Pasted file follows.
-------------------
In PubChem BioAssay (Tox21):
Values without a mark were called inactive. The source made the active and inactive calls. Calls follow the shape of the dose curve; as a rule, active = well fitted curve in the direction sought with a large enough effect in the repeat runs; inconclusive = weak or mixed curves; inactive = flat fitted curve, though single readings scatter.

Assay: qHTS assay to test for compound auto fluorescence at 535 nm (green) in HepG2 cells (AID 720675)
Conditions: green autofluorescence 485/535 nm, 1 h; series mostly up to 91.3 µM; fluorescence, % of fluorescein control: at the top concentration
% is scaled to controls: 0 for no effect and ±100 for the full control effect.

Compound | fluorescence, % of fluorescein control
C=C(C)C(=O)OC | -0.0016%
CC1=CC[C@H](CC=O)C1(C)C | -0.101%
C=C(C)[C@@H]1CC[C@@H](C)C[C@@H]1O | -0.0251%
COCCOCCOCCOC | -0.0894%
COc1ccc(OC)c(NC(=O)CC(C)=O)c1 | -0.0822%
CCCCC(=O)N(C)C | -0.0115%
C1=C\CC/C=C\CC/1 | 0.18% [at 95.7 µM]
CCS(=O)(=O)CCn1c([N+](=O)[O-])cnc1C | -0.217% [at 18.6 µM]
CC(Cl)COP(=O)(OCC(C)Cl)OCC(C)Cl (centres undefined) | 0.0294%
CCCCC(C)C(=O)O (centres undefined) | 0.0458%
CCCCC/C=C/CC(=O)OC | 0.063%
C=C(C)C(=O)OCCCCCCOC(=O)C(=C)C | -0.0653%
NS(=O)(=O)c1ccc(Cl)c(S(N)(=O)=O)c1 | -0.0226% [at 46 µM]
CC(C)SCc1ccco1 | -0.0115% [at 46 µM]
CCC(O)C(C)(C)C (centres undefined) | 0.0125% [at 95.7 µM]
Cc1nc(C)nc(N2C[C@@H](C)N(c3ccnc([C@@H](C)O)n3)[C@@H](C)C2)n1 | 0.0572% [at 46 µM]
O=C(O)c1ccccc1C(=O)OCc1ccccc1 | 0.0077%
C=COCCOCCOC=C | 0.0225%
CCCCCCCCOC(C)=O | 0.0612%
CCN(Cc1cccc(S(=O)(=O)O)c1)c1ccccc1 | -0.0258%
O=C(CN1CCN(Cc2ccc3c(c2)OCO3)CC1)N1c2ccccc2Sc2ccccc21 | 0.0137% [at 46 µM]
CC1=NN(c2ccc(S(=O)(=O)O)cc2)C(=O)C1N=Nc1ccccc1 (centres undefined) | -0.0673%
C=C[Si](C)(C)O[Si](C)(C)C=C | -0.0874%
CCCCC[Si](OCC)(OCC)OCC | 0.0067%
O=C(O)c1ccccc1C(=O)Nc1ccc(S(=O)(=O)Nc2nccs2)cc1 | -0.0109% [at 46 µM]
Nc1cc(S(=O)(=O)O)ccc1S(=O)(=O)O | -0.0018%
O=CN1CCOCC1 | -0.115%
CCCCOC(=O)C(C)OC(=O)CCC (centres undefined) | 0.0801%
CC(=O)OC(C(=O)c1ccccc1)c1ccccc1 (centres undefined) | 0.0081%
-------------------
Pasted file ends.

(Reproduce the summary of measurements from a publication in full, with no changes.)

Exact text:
In PubChem BioAssay (Tox21):
Values without a mark were called inactive. The source made the active and inactive calls. Calls follow the shape of the dose curve; as a rule, active = well fitted curve in the direction sought with a large enough effect in the repeat runs; inconclusive = weak or mixed curves; inactive = flat fitted curve, though single readings scatter.

Assay: qHTS assay to test for compound auto fluorescence at 535 nm (green) in HepG2 cells (AID 720675)
Conditions: green autofluorescence 485/535 nm, 1 h; series mostly up to 91.3 µM; fluorescence, % of fluorescein control: at the top concentration
% is scaled to controls: 0 for no effect and ±100 for the full control effect.

Compound | fluorescence, % of fluorescein control
C=C(C)C(=O)OC | -0.0016%
CC1=CC[C@H](CC=O)C1(C)C | -0.101%
C=C(C)[C@@H]1CC[C@@H](C)C[C@@H]1O | -0.0251%
COCCOCCOCCOC | -0.0894%
COc1ccc(OC)c(NC(=O)CC(C)=O)c1 | -0.0822%
CCCCC(=O)N(C)C | -0.0115%
C1=C\CC/C=C\CC/1 | 0.18% [at 95.7 µM]
CCS(=O)(=O)CCn1c([N+](=O)[O-])cnc1C | -0.217% [at 18.6 µM]
CC(Cl)COP(=O)(OCC(C)Cl)OCC(C)Cl (centres undefined) | 0.0294%
CCCCC(C)C(=O)O (centres undefined) | 0.0458%
CCCCC/C=C/CC(=O)OC | 0.063%
C=C(C)C(=O)OCCCCCCOC(=O)C(=C)C | -0.0653%
NS(=O)(=O)c1ccc(Cl)c(S(N)(=O)=O)c1 | -0.0226% [at 46 µM]
CC(C)SCc1ccco1 | -0.0115% [at 46 µM]
CCC(O)C(C)(C)C (centres undefined) | 0.0125% [at 95.7 µM]
Cc1nc(C)nc(N2C[C@@H](C)N(c3ccnc([C@@H](C)O)n3)[C@@H](C)C2)n1 | 0.0572% [at 46 µM]
O=C(O)c1ccccc1C(=O)OCc1ccccc1 | 0.0077%
C=COCCOCCOC=C | 0.0225%
CCCCCCCCOC(C)=O | 0.0612%
CCN(Cc1cccc(S(=O)(=O)O)c1)c1ccccc1 | -0.0258%
O=C(CN1CCN(Cc2ccc3c(c2)OCO3)CC1)N1c2ccccc2Sc2ccccc21 | 0.0137% [at 46 µM]
CC1=NN(c2ccc(S(=O)(=O)O)cc2)C(=O)C1N=Nc1ccccc1 (centres undefined) | -0.0673%
C=C[Si](C)(C)O[Si](C)(C)C=C | -0.0874%
CCCCC[Si](OCC)(OCC)OCC | 0.0067%
O=C(O)c1ccccc1C(=O)Nc1ccc(S(=O)(=O)Nc2nccs2)cc1 | -0.0109% [at 46 µM]
Nc1cc(S(=O)(=O)O)ccc1S(=O)(=O)O | -0.0018%
O=CN1CCOCC1 | -0.115%
CCCCOC(=O)C(C)OC(=O)CCC (centres undefined) | 0.0801%
CC(=O)OC(C(=O)c1ccccc1)c1ccccc1 (centres undefined) | 0.0081%